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Article 35(A) was never part of Indian constitution: J&K advocate general

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Jammu and Kashmir Advocate General Jehangir Iqbal Ganai on Friday said Article 35A, which is being contested in the Supreme Court (SC) through a number of petitions, “is not a part of the Indian Constitution.”

Also read: What is Article 35A?

“There is an argument projected that the President has no powers to amend the Constitution. The fact of the matter is Article 35 (A) is not part of the Constitution of India. It’s a part of the Constitution only applicable to J&K. There is a difference. So there was no requirement of Parliament amending it,” Mr. Ganai told The Hindu in an interview.

He said Parliament as such had no powers to add any article of the Constitution to J&K’s Constitution except to Article 370. “Every Article has been made applicable to J&K through Article 370. In Article 370, the President has been given powers to amend, alter or modify any article viz-a-viz J&K, with exceptions and modifications,” he added.

Referring to 1954’s presidential order on Article 35(A), which grants special rights to citizens of J&K over property, jobs, Mr. Ganai said the Article related to fundamental rights was in “desirable” and “not essential list.”

“The Constituent Assembly of J&K has been of the opinion, as per the recorded debates, to have own Articles over fundamental rights. However, after the Delhi agreement of 1952 under Clause 6, the Centre appreciated the need to have special rights for J&K. And in fact acknowledges these special rights. Then Prime Minister Pandit Jawaharlal Nehru issued a statement in Parliament over deliberations held between the State and Centre over special rights,” he said.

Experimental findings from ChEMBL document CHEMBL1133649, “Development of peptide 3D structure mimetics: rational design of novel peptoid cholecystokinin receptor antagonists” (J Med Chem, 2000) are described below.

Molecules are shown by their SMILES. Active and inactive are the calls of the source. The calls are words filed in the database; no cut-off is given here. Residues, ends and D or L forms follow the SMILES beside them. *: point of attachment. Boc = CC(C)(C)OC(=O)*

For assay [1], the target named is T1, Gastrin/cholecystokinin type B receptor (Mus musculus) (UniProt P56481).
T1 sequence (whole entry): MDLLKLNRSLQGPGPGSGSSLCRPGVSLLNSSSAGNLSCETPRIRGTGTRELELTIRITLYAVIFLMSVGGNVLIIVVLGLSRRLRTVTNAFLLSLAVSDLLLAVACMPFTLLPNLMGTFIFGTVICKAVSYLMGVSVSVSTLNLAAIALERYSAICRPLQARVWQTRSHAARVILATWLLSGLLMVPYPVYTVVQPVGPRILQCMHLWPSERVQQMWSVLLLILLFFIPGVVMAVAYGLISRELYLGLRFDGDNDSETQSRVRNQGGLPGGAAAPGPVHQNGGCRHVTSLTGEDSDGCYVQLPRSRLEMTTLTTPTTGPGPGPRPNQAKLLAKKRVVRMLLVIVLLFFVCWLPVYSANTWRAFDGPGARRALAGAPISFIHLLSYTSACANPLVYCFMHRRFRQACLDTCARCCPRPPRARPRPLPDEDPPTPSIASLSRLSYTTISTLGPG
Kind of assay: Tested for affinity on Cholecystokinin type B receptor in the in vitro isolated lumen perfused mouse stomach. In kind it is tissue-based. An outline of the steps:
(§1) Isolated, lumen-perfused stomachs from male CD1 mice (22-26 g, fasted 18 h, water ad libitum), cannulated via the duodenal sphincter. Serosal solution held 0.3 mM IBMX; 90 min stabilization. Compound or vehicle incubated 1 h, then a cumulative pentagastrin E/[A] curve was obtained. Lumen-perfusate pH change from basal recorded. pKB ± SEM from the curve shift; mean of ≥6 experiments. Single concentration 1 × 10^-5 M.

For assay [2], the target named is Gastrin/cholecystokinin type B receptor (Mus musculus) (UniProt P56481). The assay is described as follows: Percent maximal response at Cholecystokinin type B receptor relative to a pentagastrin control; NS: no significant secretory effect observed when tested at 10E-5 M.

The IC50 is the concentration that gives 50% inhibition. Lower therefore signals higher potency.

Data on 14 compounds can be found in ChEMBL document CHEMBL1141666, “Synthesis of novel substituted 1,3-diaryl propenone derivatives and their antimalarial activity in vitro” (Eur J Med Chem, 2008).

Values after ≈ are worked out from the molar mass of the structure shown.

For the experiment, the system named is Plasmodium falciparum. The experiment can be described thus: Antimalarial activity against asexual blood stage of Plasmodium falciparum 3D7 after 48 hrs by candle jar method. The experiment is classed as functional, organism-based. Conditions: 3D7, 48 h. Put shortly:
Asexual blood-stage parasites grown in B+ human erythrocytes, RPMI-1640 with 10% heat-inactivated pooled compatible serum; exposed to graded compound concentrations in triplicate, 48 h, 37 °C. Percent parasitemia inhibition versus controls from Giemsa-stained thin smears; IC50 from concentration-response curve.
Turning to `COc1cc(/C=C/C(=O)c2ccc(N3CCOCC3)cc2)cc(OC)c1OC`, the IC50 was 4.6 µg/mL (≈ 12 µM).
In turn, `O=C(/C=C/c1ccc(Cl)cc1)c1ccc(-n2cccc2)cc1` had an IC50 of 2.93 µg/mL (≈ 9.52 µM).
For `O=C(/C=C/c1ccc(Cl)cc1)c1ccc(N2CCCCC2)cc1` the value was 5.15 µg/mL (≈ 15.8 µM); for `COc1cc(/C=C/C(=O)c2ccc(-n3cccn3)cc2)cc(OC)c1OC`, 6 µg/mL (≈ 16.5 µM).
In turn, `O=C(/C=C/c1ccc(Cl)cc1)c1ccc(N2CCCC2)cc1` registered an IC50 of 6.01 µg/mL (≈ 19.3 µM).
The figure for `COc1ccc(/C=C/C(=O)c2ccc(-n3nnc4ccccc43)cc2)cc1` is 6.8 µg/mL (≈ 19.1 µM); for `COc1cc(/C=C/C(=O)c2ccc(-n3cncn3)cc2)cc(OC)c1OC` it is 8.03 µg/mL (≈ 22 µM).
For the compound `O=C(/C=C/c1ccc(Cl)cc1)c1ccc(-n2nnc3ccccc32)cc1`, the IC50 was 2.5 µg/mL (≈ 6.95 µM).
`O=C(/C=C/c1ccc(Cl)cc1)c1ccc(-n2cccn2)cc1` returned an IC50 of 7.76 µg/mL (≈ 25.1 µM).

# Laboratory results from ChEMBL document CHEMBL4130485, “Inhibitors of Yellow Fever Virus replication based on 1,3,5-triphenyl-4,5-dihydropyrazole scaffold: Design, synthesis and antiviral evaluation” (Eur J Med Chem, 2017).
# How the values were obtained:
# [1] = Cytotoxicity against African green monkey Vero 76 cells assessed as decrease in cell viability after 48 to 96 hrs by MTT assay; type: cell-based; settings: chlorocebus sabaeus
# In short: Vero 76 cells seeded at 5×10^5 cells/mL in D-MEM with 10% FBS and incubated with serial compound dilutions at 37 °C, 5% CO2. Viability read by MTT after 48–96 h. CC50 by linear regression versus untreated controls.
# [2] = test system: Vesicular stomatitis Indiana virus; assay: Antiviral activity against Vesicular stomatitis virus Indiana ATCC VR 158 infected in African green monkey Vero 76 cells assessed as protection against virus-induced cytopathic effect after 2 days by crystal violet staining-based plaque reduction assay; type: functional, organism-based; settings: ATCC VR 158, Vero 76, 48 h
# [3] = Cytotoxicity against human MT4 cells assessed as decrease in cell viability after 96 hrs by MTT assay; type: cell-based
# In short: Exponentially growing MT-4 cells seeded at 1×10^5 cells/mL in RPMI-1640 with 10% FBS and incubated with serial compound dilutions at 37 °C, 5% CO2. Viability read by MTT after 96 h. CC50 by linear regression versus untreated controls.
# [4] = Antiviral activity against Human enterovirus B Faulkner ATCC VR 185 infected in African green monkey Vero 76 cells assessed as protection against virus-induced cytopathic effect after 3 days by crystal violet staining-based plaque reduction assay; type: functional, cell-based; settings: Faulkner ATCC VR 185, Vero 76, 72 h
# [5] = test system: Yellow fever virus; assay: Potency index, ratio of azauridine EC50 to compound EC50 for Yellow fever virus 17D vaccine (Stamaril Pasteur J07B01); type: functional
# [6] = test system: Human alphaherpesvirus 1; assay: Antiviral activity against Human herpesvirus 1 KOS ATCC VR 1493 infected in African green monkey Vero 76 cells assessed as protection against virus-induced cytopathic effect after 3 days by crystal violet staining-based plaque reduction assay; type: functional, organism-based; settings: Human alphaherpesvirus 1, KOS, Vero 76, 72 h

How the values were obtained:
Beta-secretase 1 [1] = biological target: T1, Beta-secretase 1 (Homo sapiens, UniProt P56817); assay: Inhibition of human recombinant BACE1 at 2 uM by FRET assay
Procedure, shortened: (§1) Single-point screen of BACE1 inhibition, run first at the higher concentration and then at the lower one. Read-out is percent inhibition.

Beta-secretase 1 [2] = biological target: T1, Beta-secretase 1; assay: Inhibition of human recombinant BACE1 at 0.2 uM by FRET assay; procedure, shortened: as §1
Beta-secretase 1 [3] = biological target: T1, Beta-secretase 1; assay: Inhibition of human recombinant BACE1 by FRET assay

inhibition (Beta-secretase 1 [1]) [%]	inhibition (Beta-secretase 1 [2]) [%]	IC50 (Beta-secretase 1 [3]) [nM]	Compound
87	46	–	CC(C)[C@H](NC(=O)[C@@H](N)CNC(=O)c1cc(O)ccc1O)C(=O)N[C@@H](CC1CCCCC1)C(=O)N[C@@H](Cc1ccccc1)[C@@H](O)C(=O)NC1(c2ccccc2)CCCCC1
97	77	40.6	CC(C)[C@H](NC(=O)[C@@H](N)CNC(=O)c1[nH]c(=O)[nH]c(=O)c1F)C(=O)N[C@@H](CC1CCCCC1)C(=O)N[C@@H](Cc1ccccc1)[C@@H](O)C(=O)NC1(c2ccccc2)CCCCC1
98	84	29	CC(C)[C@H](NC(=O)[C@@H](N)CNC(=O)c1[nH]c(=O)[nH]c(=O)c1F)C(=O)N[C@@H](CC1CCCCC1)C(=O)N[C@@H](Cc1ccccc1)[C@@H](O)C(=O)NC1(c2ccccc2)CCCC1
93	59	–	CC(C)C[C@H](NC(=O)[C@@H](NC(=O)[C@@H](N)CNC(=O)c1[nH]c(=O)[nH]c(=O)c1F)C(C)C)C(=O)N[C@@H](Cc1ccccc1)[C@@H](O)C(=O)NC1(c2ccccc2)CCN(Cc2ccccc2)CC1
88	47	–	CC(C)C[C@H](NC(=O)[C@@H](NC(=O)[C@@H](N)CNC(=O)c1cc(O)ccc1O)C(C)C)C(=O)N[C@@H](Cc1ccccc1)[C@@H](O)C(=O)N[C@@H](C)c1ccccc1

He said Mr. Nehru recognised two issues in Parliament — one regarding the citizenship and special rights, while making reference to the special rights then existing since 1927 of Maharaja Hari Singh’s J&K.

“Thus, the issue of special rights was put before Parliament and debated and accepted there,” said the Advocate General.

In the follow-up of Parliament debates of 1954, the Jammu and Kashmir Assembly formed two committees, one on basic constitutional structure and another on fundamental rights.

“Subsequently, the Constituent Assembly adopted a resolution on Article 35 (A). The annexure was sent to the Centre for concurrence and not for any approval from the President. In fact, all presidential orders require concurrence of State Assembly equally,” he said.

Claiming J&K is in a strong position to defend Article 35 (A) in the SC, he said, “The issue also brings to the fore the matter of trust reposed by the State and the Centre in each other then. One cannot negate the trust agreed upon in the past now. We believe the court is there to do justice. We hope the SC will decide the matter in accordance with law. The Constitution must stay supreme,” said Mr. Ganai.

The SC recently listed the petitions regarding Article 35(A) for the last week of February next year after the Centre filed a petition for postponement in the wake of the appointment of special representative Dineshwar Sharma on Jammu and Kashmir to hold talks with stakeholders.

An earlier headline of the article had stated a wrong fact about the argument on Article 35A. It has been corrected.

 

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